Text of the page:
‘Demaa Fi Al-Matbakh’ (‘Blood in the Kitchen’), by: Dina El-Shafey, (Cairo: Al-Etihad Al-Araby Publishing 2021).
Short stories are always problematic for critics. The creativity of writers can occasionally take them away from writing solid stories that can be developed into complete narratives — that may eventually turn into movies — and down a metaphorical rabbit hole of absurdity where animals can talk and the plot points being discussed require an open mind to be understood.
In her first collection of short stories, ‘Blood in the Kitchen’, Dina El-Shafey takes the reader from solid grounds where the events are clear and the snapshots captured by the writer are described in accurate and smooth wording, to stories that do not seem to hold any meaning or substance.
Among the 28 short stories, the writer chose ‘Blood in the Kitchen’ to be the title of her book, claiming in the foreword that it carries value for her personally. In that two-page story, a mother wakes up carrying the weight of the world on her shoulders, contemplating her daily responsibilities: how she needs to be at work on time, worrying about the salary which hardly covers her monthly expenses, the bills that she has to pay, and her son — who depends on her to wake him up for school.
By the end, the mother faints due to an unspecified illness, hitting her head on the kitchen table and spilling her blood all over the floor.
This novella describes the many households led by a single mother all over the world and the burden they carry dutifully. In the case of this short story’s heroine, we don’t feel that there is any appreciation for her effort from either her son or from society in general.
El-Shafey here, in a very forgiving way, sends out a cry for compassion on behalf of the many women in this dire position in today’s world. The reader can relate easily to this story, since most people are familiar with women like these through either first-hand experiences or from word of mouth.
Female writers tend to have a talent for writing male protagonists, and El-Shafey displays this talent in her short story ‘The Poison’s Cook’.
Here, the main character is a doctor who performs virginity reconstruction operations; an illegal procedure that some girls do before getting married after losing their virginity outside the institution of marriage. El-Shafey described the dilemma that the main character finds himself in when offered to perform this operation for the first time in great detail.
As a young doctor, the protagonist was expected to work hard for years before he could reach the status and financial stability that so many covet, however, by agreeing to perform these operations, he creates a shortcut to success for himself.
Even though the purpose of operations such as these is to fool a man into thinking that his bride was never touched, which some find to be morally dubious, the doctor managed to assuage his conscience with the financial reward that came from running the secretive practice.
Eventually, the young doctor meets a girl and falls in love with her, and when they both agree to get married, he decides to stop performing the operation and lead a “clean” practice. Ironically, he gets a taste of his own “poison” — if you will — by the end of the story when it turns out that his final patient before leaving this chapter of his life behind is his future bride to be.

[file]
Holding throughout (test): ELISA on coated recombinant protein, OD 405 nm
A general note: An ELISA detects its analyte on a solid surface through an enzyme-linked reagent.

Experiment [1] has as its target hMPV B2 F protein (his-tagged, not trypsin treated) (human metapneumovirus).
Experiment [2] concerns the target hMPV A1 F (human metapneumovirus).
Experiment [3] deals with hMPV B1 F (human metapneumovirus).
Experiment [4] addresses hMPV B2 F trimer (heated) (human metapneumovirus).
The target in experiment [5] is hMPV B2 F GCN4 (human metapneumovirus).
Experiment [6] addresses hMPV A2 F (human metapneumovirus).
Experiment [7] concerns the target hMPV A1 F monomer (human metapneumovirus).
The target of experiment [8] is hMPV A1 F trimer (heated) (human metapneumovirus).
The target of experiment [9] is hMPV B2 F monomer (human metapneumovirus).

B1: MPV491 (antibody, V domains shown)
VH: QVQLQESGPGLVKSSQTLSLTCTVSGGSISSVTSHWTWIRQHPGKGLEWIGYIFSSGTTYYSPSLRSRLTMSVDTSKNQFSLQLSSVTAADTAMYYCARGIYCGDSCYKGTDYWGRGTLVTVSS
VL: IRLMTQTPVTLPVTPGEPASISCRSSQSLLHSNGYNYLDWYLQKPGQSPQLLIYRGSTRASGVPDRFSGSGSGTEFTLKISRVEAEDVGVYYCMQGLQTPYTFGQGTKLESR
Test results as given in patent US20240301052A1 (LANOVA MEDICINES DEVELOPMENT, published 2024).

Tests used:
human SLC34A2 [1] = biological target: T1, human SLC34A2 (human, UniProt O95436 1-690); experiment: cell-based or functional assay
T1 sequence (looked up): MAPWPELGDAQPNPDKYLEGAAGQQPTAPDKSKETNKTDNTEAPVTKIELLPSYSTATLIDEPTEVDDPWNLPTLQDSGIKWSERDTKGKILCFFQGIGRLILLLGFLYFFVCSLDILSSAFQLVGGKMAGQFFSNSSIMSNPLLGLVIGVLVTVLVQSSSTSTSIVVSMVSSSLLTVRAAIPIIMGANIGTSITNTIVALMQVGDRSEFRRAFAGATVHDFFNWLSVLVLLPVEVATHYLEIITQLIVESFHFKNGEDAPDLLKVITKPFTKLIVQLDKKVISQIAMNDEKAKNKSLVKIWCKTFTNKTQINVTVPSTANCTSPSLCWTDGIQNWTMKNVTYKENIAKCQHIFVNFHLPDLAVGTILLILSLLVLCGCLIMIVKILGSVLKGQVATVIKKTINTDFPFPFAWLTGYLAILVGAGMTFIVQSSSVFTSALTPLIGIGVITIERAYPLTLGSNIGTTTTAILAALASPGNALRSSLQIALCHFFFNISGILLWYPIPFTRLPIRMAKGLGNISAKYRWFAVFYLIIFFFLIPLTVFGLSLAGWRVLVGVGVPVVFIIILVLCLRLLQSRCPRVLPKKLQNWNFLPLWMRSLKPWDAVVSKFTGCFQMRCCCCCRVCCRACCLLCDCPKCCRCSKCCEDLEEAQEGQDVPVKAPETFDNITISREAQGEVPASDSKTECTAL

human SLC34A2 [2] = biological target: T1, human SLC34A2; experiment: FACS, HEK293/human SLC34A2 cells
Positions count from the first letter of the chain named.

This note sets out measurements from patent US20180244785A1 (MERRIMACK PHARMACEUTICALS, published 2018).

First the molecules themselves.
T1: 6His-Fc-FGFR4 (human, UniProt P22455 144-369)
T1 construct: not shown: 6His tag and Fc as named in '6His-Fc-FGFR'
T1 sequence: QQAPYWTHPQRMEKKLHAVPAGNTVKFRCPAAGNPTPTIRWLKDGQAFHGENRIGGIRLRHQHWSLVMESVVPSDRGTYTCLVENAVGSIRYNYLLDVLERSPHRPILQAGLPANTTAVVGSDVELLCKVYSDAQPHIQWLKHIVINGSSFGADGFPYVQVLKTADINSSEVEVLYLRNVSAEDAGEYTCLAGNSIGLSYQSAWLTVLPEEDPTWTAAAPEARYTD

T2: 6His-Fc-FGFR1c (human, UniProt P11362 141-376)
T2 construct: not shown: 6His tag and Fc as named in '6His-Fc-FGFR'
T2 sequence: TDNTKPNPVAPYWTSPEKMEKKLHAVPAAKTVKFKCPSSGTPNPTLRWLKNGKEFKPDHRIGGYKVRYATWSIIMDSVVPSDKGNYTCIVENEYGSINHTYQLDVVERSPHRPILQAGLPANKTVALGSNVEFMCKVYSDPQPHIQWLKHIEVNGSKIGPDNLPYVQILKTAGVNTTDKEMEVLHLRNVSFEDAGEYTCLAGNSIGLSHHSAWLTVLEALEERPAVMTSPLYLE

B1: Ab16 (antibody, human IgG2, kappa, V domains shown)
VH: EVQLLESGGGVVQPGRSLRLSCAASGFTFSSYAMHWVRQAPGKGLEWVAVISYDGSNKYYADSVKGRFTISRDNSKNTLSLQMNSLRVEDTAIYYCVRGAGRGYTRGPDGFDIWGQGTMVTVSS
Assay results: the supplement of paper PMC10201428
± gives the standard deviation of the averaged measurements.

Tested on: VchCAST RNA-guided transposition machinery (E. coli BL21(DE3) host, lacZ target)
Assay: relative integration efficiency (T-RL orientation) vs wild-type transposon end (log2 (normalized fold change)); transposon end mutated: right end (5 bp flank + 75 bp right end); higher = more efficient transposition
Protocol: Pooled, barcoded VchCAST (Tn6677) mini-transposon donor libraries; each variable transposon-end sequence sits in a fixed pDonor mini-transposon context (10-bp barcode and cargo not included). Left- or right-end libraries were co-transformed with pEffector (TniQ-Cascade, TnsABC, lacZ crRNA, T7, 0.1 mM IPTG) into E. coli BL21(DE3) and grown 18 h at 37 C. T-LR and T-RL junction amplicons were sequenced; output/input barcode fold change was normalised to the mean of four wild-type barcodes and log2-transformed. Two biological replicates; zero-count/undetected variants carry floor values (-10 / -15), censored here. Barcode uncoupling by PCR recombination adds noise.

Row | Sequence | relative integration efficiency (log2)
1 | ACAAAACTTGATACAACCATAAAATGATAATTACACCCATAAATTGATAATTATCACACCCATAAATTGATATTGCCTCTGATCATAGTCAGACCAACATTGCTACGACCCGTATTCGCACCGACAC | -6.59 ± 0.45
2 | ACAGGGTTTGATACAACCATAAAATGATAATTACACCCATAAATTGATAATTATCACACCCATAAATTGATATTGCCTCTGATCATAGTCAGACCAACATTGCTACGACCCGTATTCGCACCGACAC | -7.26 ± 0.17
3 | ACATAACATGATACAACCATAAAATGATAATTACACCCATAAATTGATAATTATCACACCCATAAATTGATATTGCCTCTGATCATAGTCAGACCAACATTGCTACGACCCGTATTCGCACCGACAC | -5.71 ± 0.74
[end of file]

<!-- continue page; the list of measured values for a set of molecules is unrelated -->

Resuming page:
In this particular novella, the writer — without getting into the nitty-gritty details — touched on many problems that society suffers from regarding pre-marital sex. We really don’t know how many girls had to perform this operation to satisfy societal standards, or how many men were fooled by it; however, a good portion of society has heard about it.
Pre-marital sex is still an issue that confuses any conservative society. Virginity reconstruction operations are just a side effect to a problem no one wants to address. The writer skillfully brought up the subject without attempting to offer a solution, which is certainly a point in her favour, given that writers sometimes fall into the trap of thinking highly of themselves to the point of telling people what to do. El-Shafey simply and humbly shed light on a situation that could and might have happened.
A noticeable — and at times questionable — attribute of the book is the leniency of its language even when addressing dark subject matter. A case in point is the novella ‘Satan Leads the Prayer’; a story where she tackles the subject of pedophilia — a devastating phenomenon that all societies suffer from in one way or another. The writer could have used a much more dreadful style in describing the crime but chose not to. Her writing style shows that she can handle a most disgusting subject in a classy way that would not unsettle the reader.
She also manages to be optimistic at times, like in the story ‘Why Not?’, where she describes a woman taking care of her parents, choosing to put matters of the heart on the backburner. She then gets an arranged marriage where the husband is unkind and ill.
Eventually, her parents and husband pass away, shunting her from the caregiving role she had adopted all her life. However, the writer introduces hints of a potential romance or even marriage by the end of the story, suggesting that happiness may be an option after all. In brief, El-Shafey fosters hope wherever she can in her writings.
Not all of the stories in the collection are as good as those mentioned above, however, whether in the flow of language or the narrative devices used. Using symbolism in the novella ‘Croaking Frogs’ — for example — was not effective and made the story hard to follow.
El-Shafey’s first outing as a published short-story writer has much potential, as some of the novellas in this collection can serve as inspiration for longer novels that she can pursue in the future.